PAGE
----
In a follow-up on the human Crimean-Congo hemorrhagic fever (CCHF) outbreak in the African country of Mauritania, the World Health Organization (WHO) reports a total of six confirmed cases including two deaths as of March 14.
According to WHO, on 4 February 2022, a case of Crimean-Congo hemorrhagic fever (CCHF) was confirmed by polymerase chain reaction (PCR) at the Institut National de Recherche en Santé Publique in Nouakchott, Mauritania. The patient is a 52-year-old male farmer living in the department (moughataa) of Koubeni in the region (wilaya) of Hodh Elgharbi.
He presented with epistaxis and hematemesis for which he consulted five health facilities in Kubeni and Nouakchott between 27 January and 4 February 2022.
Crimean-Congo hemorrhagic fever is a widespread disease caused by a tick-borne virus (Nairovirus) of the Bunyaviridae family. The CCHF virus causes severe viral hemorrhagic fever outbreaks, with a case fatality rate of 10–40%.
Animals become infected by the bite of infected ticks and the virus remains in their bloodstream for about one week after infection, allowing the tick-animal-tick cycle to continue when another tick bites. Although a number of tick genera are capable of becoming infected with CCHF virus, ticks of the genus Hyalomma are the principal vector.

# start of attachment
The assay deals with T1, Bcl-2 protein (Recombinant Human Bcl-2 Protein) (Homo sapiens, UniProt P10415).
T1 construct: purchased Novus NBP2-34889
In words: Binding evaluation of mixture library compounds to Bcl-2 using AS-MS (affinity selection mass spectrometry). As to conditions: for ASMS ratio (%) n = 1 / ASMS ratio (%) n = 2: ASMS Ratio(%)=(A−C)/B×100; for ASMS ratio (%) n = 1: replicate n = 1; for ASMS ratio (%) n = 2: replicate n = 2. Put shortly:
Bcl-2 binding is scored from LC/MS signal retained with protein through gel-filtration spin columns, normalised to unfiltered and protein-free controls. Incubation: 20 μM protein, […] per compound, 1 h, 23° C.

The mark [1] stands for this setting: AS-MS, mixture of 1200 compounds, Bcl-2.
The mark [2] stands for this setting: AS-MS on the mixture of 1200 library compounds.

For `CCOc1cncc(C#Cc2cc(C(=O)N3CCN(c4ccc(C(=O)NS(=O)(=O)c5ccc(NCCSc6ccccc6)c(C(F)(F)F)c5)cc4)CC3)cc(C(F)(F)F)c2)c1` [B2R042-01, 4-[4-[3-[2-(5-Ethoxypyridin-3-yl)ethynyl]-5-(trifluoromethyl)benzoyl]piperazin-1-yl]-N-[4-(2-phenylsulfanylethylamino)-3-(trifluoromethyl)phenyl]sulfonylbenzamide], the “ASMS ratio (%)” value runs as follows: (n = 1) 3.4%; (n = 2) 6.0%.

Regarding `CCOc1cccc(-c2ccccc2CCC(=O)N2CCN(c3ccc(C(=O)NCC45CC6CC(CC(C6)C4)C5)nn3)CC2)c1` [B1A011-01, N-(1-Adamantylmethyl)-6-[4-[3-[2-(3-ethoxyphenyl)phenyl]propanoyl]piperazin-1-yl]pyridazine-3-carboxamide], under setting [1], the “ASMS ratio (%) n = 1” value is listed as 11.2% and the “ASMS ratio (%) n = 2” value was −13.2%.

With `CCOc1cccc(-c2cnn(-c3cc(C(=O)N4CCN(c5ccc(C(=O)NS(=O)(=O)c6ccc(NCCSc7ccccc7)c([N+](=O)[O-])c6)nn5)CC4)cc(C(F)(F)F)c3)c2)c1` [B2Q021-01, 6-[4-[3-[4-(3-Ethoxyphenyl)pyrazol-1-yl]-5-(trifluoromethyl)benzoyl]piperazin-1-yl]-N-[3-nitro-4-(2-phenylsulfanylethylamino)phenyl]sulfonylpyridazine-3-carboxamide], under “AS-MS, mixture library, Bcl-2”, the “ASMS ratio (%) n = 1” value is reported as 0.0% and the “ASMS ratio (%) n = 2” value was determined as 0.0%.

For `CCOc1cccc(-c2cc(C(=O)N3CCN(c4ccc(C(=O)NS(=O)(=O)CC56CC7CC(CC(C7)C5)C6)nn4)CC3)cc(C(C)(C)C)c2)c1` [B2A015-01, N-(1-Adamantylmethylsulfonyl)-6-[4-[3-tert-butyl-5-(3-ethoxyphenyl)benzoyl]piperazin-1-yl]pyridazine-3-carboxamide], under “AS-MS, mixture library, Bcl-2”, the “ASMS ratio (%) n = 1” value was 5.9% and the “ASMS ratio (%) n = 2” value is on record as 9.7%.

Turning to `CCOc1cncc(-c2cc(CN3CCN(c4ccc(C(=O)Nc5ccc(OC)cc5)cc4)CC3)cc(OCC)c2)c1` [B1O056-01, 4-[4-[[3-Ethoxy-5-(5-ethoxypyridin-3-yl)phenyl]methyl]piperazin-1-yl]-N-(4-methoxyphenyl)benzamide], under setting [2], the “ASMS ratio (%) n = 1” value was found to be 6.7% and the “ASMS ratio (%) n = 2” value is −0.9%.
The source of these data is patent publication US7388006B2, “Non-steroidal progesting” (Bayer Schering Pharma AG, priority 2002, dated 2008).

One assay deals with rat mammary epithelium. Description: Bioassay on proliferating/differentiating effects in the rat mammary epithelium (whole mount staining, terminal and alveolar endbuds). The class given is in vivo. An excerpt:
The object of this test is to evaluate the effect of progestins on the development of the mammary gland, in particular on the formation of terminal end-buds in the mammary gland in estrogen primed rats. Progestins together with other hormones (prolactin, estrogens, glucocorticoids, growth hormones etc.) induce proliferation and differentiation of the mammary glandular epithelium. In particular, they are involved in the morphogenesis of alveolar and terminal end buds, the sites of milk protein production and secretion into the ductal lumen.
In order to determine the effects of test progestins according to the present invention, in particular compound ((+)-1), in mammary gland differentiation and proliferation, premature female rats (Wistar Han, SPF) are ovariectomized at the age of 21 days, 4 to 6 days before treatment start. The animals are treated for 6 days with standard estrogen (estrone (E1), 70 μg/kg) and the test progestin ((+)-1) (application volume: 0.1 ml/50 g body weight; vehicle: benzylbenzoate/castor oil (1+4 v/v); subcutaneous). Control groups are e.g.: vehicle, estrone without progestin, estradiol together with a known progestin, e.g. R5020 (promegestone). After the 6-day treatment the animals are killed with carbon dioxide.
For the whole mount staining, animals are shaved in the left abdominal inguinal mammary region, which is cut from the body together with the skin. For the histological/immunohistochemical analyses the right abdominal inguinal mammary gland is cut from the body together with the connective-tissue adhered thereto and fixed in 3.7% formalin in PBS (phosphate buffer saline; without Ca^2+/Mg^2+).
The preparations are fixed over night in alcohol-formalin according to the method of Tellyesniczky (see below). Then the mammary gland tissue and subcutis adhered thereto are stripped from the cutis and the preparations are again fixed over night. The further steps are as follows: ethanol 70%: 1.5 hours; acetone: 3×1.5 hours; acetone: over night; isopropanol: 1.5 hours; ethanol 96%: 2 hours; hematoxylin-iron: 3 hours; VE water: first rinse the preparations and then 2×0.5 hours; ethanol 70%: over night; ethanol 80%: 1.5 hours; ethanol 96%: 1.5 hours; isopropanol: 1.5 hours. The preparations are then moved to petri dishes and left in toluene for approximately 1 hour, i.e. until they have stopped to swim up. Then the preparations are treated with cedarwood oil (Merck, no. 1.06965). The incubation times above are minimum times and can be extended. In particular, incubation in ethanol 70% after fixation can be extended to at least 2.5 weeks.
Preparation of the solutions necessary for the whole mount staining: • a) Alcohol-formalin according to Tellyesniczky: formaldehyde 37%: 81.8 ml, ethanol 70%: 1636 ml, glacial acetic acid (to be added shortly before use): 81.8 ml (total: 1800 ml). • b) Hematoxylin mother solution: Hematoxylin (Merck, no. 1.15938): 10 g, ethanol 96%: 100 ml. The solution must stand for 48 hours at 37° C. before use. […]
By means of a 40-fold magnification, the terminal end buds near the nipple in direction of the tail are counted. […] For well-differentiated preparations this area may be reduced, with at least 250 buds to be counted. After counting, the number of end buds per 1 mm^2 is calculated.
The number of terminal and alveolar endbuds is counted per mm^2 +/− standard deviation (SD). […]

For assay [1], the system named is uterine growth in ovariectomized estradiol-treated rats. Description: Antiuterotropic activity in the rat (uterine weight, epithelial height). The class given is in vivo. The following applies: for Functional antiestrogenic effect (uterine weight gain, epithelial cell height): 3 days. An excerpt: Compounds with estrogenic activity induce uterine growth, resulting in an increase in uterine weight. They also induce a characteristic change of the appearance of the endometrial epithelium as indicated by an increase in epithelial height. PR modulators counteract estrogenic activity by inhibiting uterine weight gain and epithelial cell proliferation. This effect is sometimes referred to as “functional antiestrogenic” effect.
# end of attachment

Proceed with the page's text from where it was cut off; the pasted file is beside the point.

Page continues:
The CCHF virus is transmitted to people either by tick bites or through contact with infected animal blood or tissues during and immediately after slaughter. The majority of cases have occurred in people involved in the livestock industry, such as agricultural workers, slaughterhouse workers and veterinarians. Human-to-human transmission is possible.